Extreme Attachment Parenting on the 2 Train

I sat across from a woman on the 2 train the other day whose 60 pound four-year-old was buckled into a harness that was slung across her chest. She produced a small pouch of juice from her Mary Poppins bag and proceeded to hold it up for him so he could drink from the straw without exerting literally any physical effort. Listen, lady – I’m all for being an involved parent, but damn – if your kid looks old enough to register for his PSATs and is physically developed enough to have a wet dream, he’s too old for you to be schlepping him around the city in a forward-facing papoose. And if you don’t even make him hold up his own 8 oz. juice, you’re going to have one shrunken, atrophied little college freshman on your hands (or chest, as the case may be) come college move-in day (in, like, 5 years).

That Time I was Way Too Young for Sleepaway Camp and Went to Sleepaway Camp Anyway

When I was 8 years old, I became obsessed with going to sleepaway camp. I don’t know what the hell was so miserable about being nice, safe and loved at home, but I became insistent on going away to camp as soon as 3rd grade was over.

We looked at a bunch of camps, but finally settled on one all the way up in Maine. The campers, said the place’s promotional video, slept in rustic canvas tents. There were arts and crafts, a scenic lake for us to sail on, and sometimes the whole camp would go blueberry picking together. Since everyone they taped was having THE BEST SUMMER OF HER LIFE, my mother decided that I would go there. For 8 weeks. The month after I turned 9. Regardless of the fact that I’d insisted on being picked up from every sleepover I’d ever been on to date.

And so, that June, we packed up all of the UNIFORMS that we’d had to buy (UNIFORMS!), wrote my name on a shit ton of socks, and got ready for my departure. Of course, around two weeks before I left, it finally kicked in that I was about to be away from my parents and baby sister for mad long and I became inconsolable. I can remember crying so hard that I was silent as the bus pulled away from the kerb that first day and my family waved goodbye to me. Even then, as I sat weeping into my pillow, I knew that nothing good was waiting for me in Maine.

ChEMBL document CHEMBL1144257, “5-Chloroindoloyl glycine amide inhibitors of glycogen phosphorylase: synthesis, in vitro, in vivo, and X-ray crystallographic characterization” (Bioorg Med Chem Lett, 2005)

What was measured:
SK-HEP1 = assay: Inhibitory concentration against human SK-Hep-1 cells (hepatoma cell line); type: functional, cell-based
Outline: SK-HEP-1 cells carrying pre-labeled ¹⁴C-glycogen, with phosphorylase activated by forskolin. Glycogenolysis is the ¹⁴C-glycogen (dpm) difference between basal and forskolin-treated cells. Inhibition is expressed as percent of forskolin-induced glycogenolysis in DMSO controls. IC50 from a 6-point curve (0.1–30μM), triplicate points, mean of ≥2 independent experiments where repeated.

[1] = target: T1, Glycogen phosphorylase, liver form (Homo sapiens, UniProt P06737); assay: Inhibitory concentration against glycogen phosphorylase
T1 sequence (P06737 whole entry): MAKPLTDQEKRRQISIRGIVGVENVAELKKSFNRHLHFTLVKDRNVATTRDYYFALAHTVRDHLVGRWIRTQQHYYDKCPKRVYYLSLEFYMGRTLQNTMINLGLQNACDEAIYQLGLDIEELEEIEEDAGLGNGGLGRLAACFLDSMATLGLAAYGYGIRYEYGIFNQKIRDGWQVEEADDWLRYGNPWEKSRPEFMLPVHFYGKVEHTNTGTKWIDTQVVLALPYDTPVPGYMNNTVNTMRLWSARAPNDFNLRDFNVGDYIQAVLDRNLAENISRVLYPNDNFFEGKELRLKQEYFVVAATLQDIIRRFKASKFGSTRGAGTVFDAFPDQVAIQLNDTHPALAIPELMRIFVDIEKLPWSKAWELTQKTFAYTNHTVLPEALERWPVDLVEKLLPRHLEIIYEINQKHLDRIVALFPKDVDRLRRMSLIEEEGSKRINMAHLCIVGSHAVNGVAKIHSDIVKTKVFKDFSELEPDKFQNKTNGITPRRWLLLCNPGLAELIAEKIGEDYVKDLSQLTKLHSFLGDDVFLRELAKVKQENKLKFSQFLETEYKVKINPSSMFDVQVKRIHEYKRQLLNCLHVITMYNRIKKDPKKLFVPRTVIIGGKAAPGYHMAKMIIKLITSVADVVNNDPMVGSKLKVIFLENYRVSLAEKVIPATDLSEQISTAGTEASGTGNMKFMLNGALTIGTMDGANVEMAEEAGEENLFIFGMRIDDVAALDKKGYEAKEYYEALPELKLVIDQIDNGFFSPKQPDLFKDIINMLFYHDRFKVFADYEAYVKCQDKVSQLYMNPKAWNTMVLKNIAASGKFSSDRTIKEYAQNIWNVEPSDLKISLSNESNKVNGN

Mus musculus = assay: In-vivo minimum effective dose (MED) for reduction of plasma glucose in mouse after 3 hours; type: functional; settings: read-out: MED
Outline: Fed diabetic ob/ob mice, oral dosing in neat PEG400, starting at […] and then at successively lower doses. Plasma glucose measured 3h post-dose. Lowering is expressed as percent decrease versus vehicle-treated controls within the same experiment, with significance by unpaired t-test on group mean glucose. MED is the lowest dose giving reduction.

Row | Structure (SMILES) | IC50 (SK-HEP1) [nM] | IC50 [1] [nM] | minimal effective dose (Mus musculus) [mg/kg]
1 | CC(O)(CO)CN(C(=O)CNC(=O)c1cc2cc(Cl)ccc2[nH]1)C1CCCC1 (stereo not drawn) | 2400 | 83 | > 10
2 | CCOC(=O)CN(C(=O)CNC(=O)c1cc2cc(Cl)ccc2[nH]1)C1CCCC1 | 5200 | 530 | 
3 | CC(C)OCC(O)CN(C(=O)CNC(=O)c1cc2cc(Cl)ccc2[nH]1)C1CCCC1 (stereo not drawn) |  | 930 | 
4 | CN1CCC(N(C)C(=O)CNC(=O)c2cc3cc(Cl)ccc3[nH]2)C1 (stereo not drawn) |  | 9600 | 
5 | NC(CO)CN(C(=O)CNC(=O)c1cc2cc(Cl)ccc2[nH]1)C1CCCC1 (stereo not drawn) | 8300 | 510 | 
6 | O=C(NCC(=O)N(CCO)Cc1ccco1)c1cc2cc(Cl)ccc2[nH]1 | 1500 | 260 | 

First of all, I was in a different bunk than the friend I’d gone to camp with, so I was totally screwed on the social front. Clearly, nobody wants to befriend the miserable twit who won’t stop running to the bathroom cabin (!!!) to cry hysterically and write nutty letters home, so I was pretty much on my own for 8 whole weeks. Add to this the fact that we weren’t allowed to call home even ONCE, and also the fact that I had a borderline abusive English counselor who would scream at me to clean the tent while I lay on my cot and sobbed, and you’re starting to get an idea for how this summer played out. I have a vivid memory of finding a bright orange slug on one of our many camping trips (oh, the indignity) and bringing it back to campus because it was the best friend I’d made in five weeks. I was not having a good time.

Then Hurricane Bertha hit. Those charming, rustic, canvas tents we slept in? Turns out they shrunk in hurricanes. I guess it got pretty dangerous at one point, because the whole camp had to be ushered into the Theater Cabin, where some moron read us “The Velveteen Rabbit” while we waited for the storm to subside. Here’s a note to anyone who owns a camp: there are literally A MILLION better stories to read a bunch of terrified children than one about a depressive rabbit who almost gets burned in a fire when his sickly owner stops loving/forgets about him. Who thought that was a good idea? Seriously, people. This is what I was dealing with.

I still count the day that I left that godforsaken place as one of the happiest days of my life. I have a vague recollection of wetting my bed for the first – and only – time in my life the night before we left and thinking to myself, “I’m glad that someone is going to have to deal with this,” instead of “ZOMG I just wet the bed and I’m kind of old and this is sort of embarrassing and gross.”

Here’s the message of the story: if you send a child who already has separation anxiety to semi-boot camp when she’s 9, she will still live at home when she is 24.